11. Proverbs 19:3 sn The “heart raging” is a metonymy of cause (or adjunct); it represents the emotions that will lead to blaming God for the frustration. Genesis 42:28 offers a calmer illustration of this as the brothers ask what God was doing to them.
  12. Proverbs 19:4 tn The Niphal imperfect probably should be taken in the passive sense (the poor person is deserted by his “friend,” cf. NAB, NIV) rather than as a direct middle (the poor person deserted his friend).
  13. Proverbs 19:4 sn This proverb simply makes an observation on life: People pursue wealthy folk hoping that they can gain something from the rich, but the poor are deserted even by friends, who fear that the poor will try to gain something from them.
  14. Proverbs 19:5 tn Heb “a witness of lies.” This expression is an attributive genitive: “a lying witness” (cf. CEV “dishonest witnesses”). This is paralleled by “the one who pours out lies.”
  15. Proverbs 19:5 tn Heb “breathes out”; NAB “utters”; NIV “pours out.”
  16. Proverbs 19:5 tn Heb “will not escape” (so NAB, NASB); NIV “will not go free.” Here “punishment” is implied, and has been supplied in the translation for clarity. sn This proverb is a general statement, because on occasion there are false witnesses who go unpunished in this life (e.g., Prov 6:19; 14:5, 25; 19:9). The Talmud affirms, “False witnesses are contemptible even to those who hire them” (b. Sanhedrin 29b).
  17. Proverbs 19:6 tn The verb יְחַלּוּ (yekhallu) is a Piel imperfect of חָלָה (khalah) meaning “to seek favor; to entreat favor; to mollify; to appease”; cf. NIV “curry favor.” It literally means “making the face of someone sweet or pleasant,” as in stroking the face. To “entreat the favor” of someone is to induce him to show favor; the action aims at receiving gifts, benefits, or any other kind of success. sn The Hebrew verb translated “entreat the favor” is often used to express prayer when God is the one whose favor is being sought; here it is the prince who can grant requests.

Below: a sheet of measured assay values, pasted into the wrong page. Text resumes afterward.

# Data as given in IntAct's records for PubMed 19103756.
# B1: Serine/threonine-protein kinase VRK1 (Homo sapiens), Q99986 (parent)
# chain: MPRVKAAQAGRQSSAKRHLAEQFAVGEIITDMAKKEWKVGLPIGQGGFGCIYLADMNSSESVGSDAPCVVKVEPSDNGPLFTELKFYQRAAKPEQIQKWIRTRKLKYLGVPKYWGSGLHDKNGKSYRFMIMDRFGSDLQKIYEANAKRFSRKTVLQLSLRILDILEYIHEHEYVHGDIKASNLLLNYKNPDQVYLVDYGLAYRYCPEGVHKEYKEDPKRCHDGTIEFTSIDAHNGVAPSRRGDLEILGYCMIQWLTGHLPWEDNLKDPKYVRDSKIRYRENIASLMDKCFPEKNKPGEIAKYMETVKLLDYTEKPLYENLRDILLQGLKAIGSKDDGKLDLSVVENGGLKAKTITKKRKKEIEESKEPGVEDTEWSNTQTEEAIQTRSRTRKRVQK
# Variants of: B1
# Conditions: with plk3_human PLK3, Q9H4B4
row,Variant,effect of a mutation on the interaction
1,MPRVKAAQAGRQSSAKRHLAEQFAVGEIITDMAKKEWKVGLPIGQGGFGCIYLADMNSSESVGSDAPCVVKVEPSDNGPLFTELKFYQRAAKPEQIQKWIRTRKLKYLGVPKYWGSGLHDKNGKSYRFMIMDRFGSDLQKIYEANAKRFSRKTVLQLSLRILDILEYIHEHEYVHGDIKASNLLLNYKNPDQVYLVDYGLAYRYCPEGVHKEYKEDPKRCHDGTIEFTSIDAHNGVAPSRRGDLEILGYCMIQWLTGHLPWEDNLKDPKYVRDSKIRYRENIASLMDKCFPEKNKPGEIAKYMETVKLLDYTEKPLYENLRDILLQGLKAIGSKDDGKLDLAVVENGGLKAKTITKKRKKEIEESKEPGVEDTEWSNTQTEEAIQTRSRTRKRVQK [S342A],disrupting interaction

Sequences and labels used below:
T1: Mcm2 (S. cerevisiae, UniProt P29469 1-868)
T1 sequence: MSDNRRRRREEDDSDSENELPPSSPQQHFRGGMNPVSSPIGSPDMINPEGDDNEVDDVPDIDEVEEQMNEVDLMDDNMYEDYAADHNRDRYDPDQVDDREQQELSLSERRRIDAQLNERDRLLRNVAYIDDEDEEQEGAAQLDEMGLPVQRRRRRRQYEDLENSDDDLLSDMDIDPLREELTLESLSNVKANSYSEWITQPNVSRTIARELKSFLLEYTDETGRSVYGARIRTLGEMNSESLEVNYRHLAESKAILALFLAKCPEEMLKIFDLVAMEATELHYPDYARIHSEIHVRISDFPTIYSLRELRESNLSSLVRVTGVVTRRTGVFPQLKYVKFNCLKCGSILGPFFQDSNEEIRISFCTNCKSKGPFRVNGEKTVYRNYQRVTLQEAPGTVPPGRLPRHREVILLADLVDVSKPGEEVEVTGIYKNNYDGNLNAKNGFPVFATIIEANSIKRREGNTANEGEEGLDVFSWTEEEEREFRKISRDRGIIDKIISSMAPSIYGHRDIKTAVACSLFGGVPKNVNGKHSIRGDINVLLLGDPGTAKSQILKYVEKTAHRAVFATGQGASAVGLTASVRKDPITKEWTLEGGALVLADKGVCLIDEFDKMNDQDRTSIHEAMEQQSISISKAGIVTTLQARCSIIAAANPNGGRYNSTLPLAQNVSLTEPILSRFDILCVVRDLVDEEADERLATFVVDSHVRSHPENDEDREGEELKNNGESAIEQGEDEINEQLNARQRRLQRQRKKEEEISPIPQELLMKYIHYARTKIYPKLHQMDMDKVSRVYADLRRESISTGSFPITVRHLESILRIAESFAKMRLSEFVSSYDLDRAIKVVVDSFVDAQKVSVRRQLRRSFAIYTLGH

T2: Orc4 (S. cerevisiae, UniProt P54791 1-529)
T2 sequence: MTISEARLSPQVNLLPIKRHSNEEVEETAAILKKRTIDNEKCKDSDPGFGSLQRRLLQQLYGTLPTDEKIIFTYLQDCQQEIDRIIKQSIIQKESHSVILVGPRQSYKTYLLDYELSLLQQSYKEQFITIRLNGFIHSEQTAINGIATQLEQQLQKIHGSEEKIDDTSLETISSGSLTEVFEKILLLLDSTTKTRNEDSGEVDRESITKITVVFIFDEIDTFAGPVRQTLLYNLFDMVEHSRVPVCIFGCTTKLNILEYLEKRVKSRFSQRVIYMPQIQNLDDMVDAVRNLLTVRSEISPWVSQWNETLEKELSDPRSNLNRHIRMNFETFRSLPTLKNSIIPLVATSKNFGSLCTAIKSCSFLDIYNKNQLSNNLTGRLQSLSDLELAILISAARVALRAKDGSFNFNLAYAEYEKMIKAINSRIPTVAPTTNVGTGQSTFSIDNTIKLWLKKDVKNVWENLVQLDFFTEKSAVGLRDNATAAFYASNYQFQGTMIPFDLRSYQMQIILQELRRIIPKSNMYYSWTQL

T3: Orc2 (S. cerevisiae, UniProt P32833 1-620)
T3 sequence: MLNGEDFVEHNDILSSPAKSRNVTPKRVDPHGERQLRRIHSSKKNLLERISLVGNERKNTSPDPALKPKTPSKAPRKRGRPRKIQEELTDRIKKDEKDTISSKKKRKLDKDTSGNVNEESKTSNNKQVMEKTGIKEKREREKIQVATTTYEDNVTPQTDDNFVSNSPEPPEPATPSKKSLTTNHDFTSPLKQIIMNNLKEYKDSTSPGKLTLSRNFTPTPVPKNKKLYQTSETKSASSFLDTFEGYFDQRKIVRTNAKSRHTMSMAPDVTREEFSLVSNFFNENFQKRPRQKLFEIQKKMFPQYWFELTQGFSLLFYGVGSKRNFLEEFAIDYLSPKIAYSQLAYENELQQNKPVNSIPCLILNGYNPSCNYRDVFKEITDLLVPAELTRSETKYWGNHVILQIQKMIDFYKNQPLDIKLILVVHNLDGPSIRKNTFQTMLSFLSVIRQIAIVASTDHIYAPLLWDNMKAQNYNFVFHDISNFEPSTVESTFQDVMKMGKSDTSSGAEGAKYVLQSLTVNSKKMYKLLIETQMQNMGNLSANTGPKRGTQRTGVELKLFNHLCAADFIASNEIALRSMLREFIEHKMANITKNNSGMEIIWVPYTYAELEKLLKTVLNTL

18. Proverbs 19:6 tn Heb “the face of a generous man”; ASV “the liberal man.” The term “face” is a synecdoche of part (= face) for the whole (= person).
  19. Proverbs 19:6 sn The proverb acknowledges the fact of life, but it also reminds people of the value of gifts in life, especially in business or in politics.
  20. Proverbs 19:6 tn Heb “a man of gifts.” This could be (1) attributive genitive: a man characterized by giving gifts or (2) objective genitive: a man who gives gifts (IBHS 146 §9.5.2b).
  21. Proverbs 19:7 tn Heb “brothers,” but not limited only to male siblings in this context.
  22. Proverbs 19:7 tn Heb “hate him.” The verb שָׂנֵא (saneʾ) may be nuanced “reject” here (metonymy of effect, cf. CEV). The kind of “dislike” or “hatred” family members show to a poor relative is to have nothing to do with him (NIV “is shunned”). If relatives do this, how much more will the poor person’s friends do so.
  23. Proverbs 19:7 tn Heb “his friends are far from him.”